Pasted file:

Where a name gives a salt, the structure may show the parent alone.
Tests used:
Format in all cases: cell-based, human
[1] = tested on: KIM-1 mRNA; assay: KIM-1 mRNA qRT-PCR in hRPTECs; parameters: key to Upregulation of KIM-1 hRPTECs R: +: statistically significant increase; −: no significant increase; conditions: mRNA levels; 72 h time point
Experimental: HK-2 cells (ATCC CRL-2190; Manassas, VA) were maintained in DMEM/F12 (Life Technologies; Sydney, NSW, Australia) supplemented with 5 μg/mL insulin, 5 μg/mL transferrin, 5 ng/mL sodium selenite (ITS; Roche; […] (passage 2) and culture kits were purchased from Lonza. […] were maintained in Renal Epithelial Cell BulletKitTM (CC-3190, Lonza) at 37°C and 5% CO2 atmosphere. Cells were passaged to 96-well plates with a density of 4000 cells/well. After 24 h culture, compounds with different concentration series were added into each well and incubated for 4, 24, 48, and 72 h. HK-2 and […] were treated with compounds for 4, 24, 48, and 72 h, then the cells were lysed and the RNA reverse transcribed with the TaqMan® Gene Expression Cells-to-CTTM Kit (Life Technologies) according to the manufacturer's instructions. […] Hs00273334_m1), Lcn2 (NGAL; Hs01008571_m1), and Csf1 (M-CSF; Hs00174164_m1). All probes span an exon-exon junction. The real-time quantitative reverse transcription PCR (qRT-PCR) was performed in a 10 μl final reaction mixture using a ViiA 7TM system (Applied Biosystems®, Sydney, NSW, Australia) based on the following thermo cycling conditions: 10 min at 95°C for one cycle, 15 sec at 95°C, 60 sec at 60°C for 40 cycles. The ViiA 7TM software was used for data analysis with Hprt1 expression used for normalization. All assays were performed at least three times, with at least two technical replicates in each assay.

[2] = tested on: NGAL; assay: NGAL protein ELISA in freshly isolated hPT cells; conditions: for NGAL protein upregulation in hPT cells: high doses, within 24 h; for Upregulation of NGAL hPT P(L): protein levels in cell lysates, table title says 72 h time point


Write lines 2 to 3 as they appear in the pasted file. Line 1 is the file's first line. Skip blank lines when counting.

Tests used:
Format in all cases: cell-based, human